An MCD accessory protocol can also include various other lingoes, such as a simple remote lingo that allows an accessory to send a command indicating a function of the MCD to be invoked, a remote user interface lingo that can be used to communicate commands and data related to replicating all or part of a user interface of an MCD on an accessory (thereby supporting a more advanced remote control), a tuner lingo that allows a user to control a tuner accessory by operating the MCD and/or to control a tuner in the MCD by operating an accessory, a storage lingo that allows an accessory to store data on the MCD, and so on. Any lingo or combination of lingoes or other commands or groups of commands can be used in connection with an accessory protocol.

In some embodiments, the MCD accessory protocol can include commands related to communication of sensor data. Where the MCD accessory protocol includes multiple lingoes, such commands can be part of a general lingo, a sensor lingo, or a sensor-specific lingo associated with a particular sensor.

FIG. 7 is a table 700 illustrating commands that can be used to communicate sensor data from an MCD to an accessory according to an embodiment of the present invention. In table 700, each command has a direction (either from accessory (“A”) to MCD (“M”) or vice versa), and a payload, if applicable, is shown. In this example, the same commands are applicable to all sensors, with a sensor identifier (“sensor ID”) included in the payload where the command is specific to a particular sensor. These commands will now be described.

A GetSensorNotify command can be sent by the accessory to the MCD to request information as to what types of sensor data the MCD can provide to the accessory. This command need not have a payload.

A RetSensorNotify command can be sent by the MCD to the accessory to provide information as to available sensor data, e.g., in response to the GetSensorNotify command. In one embodiment, the payload can be a list of sensors for which MCD can transfer data. Each sensor can be identified by a unique identifier (e.g., a number), and the sensor type for that sensor can be indicated, e.g., using a text string or a coded sensor-type identifier (e.g., type 1=magnetometer, type 2=accelerometer, etc.). In some embodiments, the RetSensorNotify command can also include additional information about each sensor, e.g., its range, precision, unthrottled data rate, or other characteristics.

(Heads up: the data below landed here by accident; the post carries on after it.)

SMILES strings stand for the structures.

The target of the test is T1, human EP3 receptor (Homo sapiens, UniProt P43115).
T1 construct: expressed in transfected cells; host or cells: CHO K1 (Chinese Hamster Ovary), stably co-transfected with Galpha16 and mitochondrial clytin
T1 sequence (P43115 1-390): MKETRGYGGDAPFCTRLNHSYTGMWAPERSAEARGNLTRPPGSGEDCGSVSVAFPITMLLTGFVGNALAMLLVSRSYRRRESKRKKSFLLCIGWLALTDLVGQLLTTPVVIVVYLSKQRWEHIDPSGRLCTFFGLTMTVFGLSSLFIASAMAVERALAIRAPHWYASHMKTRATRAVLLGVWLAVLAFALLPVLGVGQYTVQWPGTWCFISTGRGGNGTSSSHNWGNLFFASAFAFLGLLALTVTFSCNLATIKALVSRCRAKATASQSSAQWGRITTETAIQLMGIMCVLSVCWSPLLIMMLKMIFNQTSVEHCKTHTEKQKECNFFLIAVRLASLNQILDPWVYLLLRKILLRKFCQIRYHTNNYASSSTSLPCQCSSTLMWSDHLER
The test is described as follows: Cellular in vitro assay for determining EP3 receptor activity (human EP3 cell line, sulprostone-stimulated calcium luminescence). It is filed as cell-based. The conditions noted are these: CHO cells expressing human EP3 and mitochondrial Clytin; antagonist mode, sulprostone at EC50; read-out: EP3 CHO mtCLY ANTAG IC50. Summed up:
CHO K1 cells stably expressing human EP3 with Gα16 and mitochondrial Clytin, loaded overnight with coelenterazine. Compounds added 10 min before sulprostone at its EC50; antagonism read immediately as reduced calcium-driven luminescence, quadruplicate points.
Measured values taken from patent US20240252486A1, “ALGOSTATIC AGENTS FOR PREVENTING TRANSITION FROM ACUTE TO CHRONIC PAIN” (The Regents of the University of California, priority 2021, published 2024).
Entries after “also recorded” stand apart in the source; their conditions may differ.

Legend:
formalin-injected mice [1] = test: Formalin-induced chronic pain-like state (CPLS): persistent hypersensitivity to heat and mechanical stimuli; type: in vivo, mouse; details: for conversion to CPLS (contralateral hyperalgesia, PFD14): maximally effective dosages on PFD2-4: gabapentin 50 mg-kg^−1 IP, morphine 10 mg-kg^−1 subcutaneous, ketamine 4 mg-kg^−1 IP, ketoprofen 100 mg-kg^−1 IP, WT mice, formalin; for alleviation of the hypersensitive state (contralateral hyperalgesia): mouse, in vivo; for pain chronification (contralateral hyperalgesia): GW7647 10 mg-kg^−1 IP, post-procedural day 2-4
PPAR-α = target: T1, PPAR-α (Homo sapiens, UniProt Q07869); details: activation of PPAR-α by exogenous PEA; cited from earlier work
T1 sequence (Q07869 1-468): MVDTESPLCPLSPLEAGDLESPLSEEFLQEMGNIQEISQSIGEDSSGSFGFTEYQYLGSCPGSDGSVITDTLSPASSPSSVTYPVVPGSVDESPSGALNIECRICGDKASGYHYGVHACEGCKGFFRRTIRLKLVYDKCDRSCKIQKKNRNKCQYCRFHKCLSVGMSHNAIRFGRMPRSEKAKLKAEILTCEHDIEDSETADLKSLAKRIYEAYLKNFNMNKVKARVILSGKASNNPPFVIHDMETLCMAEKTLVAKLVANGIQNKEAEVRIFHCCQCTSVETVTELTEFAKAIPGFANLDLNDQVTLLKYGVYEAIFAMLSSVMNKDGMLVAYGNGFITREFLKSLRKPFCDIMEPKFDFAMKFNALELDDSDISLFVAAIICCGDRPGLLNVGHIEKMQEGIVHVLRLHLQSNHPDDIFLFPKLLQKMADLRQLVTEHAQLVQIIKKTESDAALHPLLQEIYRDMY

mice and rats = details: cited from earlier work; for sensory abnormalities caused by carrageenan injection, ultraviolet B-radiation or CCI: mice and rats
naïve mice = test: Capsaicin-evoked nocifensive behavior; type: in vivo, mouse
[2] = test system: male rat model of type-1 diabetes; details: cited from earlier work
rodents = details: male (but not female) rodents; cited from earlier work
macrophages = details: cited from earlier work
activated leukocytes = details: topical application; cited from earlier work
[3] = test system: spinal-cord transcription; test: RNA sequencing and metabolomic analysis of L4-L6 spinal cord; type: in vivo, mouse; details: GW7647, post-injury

A SetSensorNotify command can be sent by the accessory to the MCD to request sensor data for specific sensors. In some embodiments, the payload can include a list of the sensor identifiers for the sensors for which sensor data is requested; any sensors not listed are assumed to be unrequested. In other embodiments, a bitmask can be used, with different bits mapped to different available sensors and each bit being set or cleared to indicate whether sensor data for the corresponding sensor is desired. In some embodiments, the accessory can send a SetSensorNotify command at any time to change the set of sensors for which data is requested.

A GetSensorThrottle command can be sent by the accessory to the MCD to request the current throttling criterion for a particular sensor. The payload can include an identifier of the sensor for which throttling information is requested. In some embodiments, the GetSensorThrottle command can be sent for a particular sensor regardless of whether data from that sensor is currently requested or not.

A RetSensorThrottle command can be sent by MCD to the accessory to provide the current throttling criterion for a sensor, e.g., in response to the GetSensorThrottle command. In some embodiments, the payload includes the throttling criterion, which can be specified by reference to a throttling category and one or more category-specific throttling parameters (e.g., as described above with reference to FIGS. 2-5). If multiple throttling criteria are concurrently established for a particular sensor, the RetSensorThrottle command can provide all such criteria. In some embodiments, sensor data is unthrottled by default, and the payload of the RetSensorThrottle command can indicate that no throttling criterion has been established. In other embodiments, a default throttling criterion (e.g., send data every 100 ms) can be applied where the accessory has not established any other throttling criterion.